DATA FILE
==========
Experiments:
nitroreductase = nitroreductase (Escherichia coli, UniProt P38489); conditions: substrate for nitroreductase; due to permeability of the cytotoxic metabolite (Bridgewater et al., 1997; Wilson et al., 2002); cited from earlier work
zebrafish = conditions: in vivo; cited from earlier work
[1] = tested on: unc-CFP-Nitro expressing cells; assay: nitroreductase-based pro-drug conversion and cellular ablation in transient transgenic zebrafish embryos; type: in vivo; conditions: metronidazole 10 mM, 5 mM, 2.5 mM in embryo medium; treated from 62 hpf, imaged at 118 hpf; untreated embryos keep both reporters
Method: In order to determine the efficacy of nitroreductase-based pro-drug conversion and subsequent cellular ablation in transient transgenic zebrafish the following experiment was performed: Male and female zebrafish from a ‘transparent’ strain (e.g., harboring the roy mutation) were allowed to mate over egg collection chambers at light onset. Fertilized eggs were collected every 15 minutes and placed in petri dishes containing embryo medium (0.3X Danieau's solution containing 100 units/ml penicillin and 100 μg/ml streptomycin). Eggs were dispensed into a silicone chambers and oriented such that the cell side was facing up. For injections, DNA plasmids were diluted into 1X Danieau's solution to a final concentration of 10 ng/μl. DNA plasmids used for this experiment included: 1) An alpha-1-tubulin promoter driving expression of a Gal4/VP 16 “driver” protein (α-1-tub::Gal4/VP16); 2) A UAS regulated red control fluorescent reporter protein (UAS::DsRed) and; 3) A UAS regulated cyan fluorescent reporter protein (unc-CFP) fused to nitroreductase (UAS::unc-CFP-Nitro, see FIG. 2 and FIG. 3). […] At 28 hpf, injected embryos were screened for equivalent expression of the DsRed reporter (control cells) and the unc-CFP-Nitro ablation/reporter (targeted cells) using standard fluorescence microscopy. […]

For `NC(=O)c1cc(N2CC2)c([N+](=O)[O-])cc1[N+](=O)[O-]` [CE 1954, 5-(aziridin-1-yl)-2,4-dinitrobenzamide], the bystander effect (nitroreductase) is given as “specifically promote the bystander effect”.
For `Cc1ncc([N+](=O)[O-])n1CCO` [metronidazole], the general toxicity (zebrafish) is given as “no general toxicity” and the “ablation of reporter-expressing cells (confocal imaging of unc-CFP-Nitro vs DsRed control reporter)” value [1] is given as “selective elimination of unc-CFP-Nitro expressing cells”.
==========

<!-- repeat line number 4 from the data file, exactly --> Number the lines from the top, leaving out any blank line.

[1] = tested on: unc-CFP-Nitro expressing cells; assay: nitroreductase-based pro-drug conversion and cellular ablation in transient transgenic zebrafish embryos; type: in vivo; conditions: metronidazole 10 mM, 5 mM, 2.5 mM in embryo medium; treated from 62 hpf, imaged at 118 hpf; untreated embryos keep both reporters